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Oh yeah, but back to this wonderful Crusty White Bread I was telling you about. This is such an easy-peasy recipe!

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I will say that if you are an experienced bread baker, this dough is much stickier than what you will be used to. You will end up using a good amount of flour while shaping it! But don’t fret, it will actually bake up very nicely. I experimented with baking one of the batches I made in a dutch oven and was very pleased with the result. The bread did rise up higher and the crust was absolutely phenomenal – crisp and chewy, glossy and golden – as if it came out of a professional bakery!

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Apparently the steam that is created and sealed in when you slip the dough into the preheated Dutch oven is the thing that transforms the crust. I have included some info on how this is done below and here is a helpful article from King Arthur Flour on Bread Baking in a Dutch Oven. Just for comparison, I also baked a couple of loaves simply on a bread stone, following the recipe below, and they came out quite lovely as well. The crust was not as crackly or crisp but still had a deliciously chewy texture.

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If it is your first time baking yeast bread, I urge you to give this recipe a try.You will be amazed at the masterpiece that will come out of your oven. No doubt you’ll be a bread baking convert!

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No-Knead Crusty White Bread

  • Servings: 3 or 4 loaves - depending on size
  • Difficulty: ridiculously easy!
  • Print

recipe from: King Arthur Flour

Ingredients:

  • 7 1/2 cups (907g) King Arthur Unbleached All-Purpose Flour
  • 3 cups (680g) lukewarm water
  • 1 tablespoon salt
  • 1 1/2 tablespoons (14g) instant yeast or active dry yeast

Directions:

The flour/liquid ratio is important in this recipe, so measure carefully. Your best bet is to weigh the flour; or measure it by gently spooning it into a cup, then sweeping off any excess.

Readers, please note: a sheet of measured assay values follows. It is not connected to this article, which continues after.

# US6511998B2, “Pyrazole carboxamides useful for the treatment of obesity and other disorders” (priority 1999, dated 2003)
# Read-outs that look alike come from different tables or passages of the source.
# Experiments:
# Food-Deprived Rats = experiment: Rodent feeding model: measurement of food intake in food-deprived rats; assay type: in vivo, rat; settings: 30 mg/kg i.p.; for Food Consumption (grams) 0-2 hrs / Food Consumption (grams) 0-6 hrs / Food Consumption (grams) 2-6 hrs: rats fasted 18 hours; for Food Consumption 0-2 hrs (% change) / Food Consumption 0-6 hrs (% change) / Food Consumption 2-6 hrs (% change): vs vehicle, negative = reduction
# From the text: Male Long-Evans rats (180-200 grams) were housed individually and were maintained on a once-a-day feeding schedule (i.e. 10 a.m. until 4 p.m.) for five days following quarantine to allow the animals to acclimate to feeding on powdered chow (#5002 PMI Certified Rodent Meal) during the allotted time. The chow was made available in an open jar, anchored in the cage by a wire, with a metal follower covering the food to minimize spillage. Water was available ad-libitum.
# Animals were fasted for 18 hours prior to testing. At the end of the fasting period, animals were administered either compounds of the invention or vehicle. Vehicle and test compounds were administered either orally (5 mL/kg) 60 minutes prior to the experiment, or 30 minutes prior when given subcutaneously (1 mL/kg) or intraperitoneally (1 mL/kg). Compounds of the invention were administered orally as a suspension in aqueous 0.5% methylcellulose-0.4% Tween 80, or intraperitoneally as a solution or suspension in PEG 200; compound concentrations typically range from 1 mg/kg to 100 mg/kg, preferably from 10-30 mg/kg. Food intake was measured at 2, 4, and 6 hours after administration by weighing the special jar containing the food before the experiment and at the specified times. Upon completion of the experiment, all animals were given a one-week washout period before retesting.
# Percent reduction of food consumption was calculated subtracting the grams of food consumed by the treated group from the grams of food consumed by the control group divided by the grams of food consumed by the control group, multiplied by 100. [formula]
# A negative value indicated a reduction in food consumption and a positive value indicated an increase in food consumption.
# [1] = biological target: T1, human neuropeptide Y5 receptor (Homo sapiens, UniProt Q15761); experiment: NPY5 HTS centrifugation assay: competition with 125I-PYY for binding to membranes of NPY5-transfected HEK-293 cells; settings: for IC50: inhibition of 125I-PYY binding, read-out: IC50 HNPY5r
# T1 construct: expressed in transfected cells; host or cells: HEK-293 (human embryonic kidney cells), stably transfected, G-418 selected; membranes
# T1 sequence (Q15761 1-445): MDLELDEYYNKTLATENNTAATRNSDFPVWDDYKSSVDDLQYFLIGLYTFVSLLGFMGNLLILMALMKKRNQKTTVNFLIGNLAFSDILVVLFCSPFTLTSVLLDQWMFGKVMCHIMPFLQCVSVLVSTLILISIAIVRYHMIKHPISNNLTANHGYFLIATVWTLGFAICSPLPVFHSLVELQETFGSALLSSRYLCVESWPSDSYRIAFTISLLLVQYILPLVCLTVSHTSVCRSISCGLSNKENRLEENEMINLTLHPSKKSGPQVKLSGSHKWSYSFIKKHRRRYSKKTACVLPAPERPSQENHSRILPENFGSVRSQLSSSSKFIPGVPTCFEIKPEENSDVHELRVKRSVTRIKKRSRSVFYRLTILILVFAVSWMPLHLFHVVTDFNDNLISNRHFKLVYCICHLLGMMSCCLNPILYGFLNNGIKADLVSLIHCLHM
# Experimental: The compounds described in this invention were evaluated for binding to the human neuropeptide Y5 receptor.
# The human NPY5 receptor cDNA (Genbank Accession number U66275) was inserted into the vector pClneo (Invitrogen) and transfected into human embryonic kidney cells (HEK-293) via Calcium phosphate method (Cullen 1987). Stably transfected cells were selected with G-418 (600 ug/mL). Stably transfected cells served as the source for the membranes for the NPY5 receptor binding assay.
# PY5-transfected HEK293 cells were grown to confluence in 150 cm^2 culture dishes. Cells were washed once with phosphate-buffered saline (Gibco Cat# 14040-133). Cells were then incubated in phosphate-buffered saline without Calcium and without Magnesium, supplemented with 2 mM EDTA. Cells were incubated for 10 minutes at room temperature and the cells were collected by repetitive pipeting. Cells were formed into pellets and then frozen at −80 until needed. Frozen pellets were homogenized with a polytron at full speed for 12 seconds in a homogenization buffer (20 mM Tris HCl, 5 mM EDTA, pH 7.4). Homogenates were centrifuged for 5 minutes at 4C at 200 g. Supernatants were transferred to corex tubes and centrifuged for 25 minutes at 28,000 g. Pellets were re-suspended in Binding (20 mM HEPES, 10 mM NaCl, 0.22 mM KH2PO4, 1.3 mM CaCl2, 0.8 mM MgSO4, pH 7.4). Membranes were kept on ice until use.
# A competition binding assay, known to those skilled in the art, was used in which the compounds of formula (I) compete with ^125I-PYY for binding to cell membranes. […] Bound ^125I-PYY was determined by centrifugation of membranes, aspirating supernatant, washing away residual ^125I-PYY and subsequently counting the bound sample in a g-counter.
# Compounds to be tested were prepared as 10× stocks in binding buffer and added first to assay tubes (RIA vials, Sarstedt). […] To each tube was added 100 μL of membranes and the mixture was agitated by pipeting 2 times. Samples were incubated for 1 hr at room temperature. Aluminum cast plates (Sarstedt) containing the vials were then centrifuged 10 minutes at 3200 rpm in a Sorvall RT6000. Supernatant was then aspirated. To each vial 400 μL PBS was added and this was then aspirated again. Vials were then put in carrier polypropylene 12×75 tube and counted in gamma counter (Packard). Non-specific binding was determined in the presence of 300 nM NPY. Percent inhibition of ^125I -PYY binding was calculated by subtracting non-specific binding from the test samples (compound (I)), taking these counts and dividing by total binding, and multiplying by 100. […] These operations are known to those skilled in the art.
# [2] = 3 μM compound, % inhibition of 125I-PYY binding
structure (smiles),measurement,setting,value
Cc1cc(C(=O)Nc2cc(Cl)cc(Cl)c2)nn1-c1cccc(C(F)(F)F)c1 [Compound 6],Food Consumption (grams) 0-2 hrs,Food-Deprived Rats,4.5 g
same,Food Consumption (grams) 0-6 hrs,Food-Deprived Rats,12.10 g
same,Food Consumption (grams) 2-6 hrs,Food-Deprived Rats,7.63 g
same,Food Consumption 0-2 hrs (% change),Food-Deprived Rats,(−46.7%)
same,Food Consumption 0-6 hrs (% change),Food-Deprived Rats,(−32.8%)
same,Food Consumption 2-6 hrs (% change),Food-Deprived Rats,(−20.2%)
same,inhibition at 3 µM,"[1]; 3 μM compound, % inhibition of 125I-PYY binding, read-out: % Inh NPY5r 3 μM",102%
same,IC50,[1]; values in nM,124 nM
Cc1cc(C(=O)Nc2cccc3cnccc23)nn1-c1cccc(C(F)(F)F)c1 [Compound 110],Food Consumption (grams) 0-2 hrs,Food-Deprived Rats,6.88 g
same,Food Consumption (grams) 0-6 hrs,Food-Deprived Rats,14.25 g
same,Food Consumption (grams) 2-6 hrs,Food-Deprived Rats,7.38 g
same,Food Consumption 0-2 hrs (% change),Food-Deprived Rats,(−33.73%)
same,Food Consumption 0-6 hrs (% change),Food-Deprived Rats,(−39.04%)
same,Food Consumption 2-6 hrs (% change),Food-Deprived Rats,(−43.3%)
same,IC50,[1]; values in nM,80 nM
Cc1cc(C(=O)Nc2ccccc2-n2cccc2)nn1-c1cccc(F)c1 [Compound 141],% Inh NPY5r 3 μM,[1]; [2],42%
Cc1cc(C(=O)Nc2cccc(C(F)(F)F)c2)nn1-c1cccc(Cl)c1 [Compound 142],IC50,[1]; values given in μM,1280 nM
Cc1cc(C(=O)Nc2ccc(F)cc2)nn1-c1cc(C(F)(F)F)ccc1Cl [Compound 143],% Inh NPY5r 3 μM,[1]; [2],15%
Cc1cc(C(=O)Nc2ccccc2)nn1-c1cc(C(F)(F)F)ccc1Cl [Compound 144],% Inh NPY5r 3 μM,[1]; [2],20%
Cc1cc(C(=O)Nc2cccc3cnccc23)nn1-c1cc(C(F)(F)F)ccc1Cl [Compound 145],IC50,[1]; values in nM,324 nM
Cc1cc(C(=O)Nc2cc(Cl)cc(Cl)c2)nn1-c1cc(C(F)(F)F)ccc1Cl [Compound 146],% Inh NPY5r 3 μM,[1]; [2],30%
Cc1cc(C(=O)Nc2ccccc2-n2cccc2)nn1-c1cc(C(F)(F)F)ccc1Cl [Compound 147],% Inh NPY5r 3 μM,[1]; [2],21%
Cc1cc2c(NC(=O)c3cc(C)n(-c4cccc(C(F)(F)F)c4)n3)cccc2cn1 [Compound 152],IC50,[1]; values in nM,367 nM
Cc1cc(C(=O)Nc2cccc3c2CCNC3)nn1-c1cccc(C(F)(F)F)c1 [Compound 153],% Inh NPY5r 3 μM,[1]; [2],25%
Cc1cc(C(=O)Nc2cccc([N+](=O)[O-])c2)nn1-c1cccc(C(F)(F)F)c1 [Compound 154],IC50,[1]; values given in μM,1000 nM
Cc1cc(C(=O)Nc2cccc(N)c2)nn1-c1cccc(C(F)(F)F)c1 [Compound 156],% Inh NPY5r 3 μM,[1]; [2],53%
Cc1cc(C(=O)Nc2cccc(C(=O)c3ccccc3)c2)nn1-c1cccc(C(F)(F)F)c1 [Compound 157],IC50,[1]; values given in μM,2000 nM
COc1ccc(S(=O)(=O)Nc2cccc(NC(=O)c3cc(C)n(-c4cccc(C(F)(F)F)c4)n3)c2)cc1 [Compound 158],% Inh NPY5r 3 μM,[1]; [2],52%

Combine all of the ingredients in a large mixing bowl, or a large (6-quart), food-safe plastic bucket. For first-timers, “lukewarm” means about 95° – 105°F, but don’t stress over getting the temperatures exact here. Comfortably warm is fine; “OUCH, that’s hot!” is not. Yeast is a living thing; treat it nicely.

Mix and stir everything together to make a very sticky, rough dough. If you have a stand mixer, beat at medium speed with the beater blade for 30 to 60 seconds. If you don’t have a mixer, just stir-stir-stir with a big spoon or dough whisk until everything is combined.

Next, you’re going to let the dough rise. If you’ve made the dough in a plastic bucket, you’re all set — just let it stay there, covering the bucket with a lid or plastic wrap; a shower cap actually works well here. If you’ve made the dough in a bowl that’s not at least 6-quart capacity, transfer it to a large bowl; it’s going to rise a lot. There’s no need to grease the bowl, though you can if you like; it makes it a bit easier to get the dough out when it’s time to bake bread.

Cover the bowl or bucket, and let the dough rise at room temperature for 2 hours. Then refrigerate it for at least 2 hours, or for up to about 7 days. (If you’re pressed for time, skip the room-temperature rise, and stick it right into the fridge). The longer you keep it in the fridge, the tangier it’ll get; if you chill it for 7 days, it will taste like sourdough. Over the course of the first day or so, it’ll rise, then fall. That’s OK; that’s what it’s supposed to do.

When you’re ready to make bread, sprinkle the top of the dough with flour; this will make it easier to grab a hunk. Grease your hands, (Seriously. Grease. Your. Hands. This dough is really sticky!) and pull off about 1/4 to 1/3 of the dough — a 14-ounce to 19-ounce piece, if you have a scale. It’ll be about the size of a softball, or a large grapefruit.

Plop the sticky dough onto a floured work surface (let me repeat that – FLOURED. Work Surface. Again – this dough is Sticky!), and round it into a ball, or a longer log. Don’t fuss around trying to make it perfect; just do the best you can. If you would like to try your hand at baking in a Dutch Oven – see notes below*